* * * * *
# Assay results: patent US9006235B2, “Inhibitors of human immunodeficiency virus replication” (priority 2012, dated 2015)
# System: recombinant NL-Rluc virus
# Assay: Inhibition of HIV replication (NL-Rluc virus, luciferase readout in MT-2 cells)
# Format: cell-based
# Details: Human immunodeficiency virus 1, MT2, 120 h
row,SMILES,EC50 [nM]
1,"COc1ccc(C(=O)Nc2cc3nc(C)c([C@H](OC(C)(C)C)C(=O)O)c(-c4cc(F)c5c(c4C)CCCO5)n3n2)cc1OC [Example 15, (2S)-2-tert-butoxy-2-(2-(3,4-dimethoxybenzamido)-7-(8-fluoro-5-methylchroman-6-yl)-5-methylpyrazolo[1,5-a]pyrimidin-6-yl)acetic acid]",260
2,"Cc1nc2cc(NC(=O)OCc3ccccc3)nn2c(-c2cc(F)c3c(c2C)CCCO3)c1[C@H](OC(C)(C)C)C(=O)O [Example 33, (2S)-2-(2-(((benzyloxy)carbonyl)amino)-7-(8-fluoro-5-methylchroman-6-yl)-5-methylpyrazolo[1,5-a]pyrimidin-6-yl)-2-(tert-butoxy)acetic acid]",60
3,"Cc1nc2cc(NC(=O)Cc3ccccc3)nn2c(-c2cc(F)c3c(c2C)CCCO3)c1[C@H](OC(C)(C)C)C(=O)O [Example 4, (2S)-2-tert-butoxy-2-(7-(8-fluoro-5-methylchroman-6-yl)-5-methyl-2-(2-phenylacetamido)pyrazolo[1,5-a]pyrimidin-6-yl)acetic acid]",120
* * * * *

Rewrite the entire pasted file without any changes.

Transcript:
# Assay results: patent US9006235B2, “Inhibitors of human immunodeficiency virus replication” (priority 2012, dated 2015)
# System: recombinant NL-Rluc virus
# Assay: Inhibition of HIV replication (NL-Rluc virus, luciferase readout in MT-2 cells)
# Format: cell-based
# Details: Human immunodeficiency virus 1, MT2, 120 h
row,SMILES,EC50 [nM]
1,"COc1ccc(C(=O)Nc2cc3nc(C)c([C@H](OC(C)(C)C)C(=O)O)c(-c4cc(F)c5c(c4C)CCCO5)n3n2)cc1OC [Example 15, (2S)-2-tert-butoxy-2-(2-(3,4-dimethoxybenzamido)-7-(8-fluoro-5-methylchroman-6-yl)-5-methylpyrazolo[1,5-a]pyrimidin-6-yl)acetic acid]",260
2,"Cc1nc2cc(NC(=O)OCc3ccccc3)nn2c(-c2cc(F)c3c(c2C)CCCO3)c1[C@H](OC(C)(C)C)C(=O)O [Example 33, (2S)-2-(2-(((benzyloxy)carbonyl)amino)-7-(8-fluoro-5-methylchroman-6-yl)-5-methylpyrazolo[1,5-a]pyrimidin-6-yl)-2-(tert-butoxy)acetic acid]",60
3,"Cc1nc2cc(NC(=O)Cc3ccccc3)nn2c(-c2cc(F)c3c(c2C)CCCO3)c1[C@H](OC(C)(C)C)C(=O)O [Example 4, (2S)-2-tert-butoxy-2-(7-(8-fluoro-5-methylchroman-6-yl)-5-methyl-2-(2-phenylacetamido)pyrazolo[1,5-a]pyrimidin-6-yl)acetic acid]",120